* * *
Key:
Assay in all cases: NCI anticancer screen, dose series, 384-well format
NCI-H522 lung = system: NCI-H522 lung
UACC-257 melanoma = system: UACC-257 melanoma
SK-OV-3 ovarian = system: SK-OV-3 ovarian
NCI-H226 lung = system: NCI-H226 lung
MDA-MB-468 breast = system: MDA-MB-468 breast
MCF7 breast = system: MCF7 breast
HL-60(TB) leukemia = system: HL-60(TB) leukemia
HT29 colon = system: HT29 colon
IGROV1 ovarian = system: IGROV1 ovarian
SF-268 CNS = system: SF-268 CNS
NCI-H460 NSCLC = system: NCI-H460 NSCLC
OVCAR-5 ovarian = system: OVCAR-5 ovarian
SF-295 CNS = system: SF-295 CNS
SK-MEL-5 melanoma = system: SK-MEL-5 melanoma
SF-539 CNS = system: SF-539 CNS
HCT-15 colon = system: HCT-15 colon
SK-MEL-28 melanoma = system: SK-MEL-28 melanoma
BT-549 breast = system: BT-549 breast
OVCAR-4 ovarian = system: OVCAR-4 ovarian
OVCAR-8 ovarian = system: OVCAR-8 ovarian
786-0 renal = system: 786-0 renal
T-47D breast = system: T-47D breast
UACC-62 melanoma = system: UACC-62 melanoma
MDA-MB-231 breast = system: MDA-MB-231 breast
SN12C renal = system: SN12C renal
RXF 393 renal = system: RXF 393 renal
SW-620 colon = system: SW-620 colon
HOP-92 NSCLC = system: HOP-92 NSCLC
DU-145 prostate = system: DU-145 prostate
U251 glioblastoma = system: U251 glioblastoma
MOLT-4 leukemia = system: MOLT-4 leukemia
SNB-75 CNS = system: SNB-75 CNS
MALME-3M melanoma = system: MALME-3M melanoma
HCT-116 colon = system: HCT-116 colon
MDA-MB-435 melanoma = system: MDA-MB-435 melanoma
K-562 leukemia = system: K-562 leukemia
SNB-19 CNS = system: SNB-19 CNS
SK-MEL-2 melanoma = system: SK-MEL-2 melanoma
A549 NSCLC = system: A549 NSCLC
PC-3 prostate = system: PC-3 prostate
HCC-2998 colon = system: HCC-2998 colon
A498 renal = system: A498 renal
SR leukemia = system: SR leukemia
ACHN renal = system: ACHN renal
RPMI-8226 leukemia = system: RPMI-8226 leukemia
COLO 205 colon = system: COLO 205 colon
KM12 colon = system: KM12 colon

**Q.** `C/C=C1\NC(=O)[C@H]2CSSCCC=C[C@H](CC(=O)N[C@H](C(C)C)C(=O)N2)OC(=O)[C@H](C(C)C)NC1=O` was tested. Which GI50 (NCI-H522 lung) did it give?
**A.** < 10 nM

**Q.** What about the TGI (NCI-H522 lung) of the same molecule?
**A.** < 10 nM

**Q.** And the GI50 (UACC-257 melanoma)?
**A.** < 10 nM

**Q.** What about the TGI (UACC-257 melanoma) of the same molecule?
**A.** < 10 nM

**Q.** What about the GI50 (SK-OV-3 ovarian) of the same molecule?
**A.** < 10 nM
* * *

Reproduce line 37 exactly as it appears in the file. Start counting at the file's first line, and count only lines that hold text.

MDA-MB-435 melanoma = system: MDA-MB-435 melanoma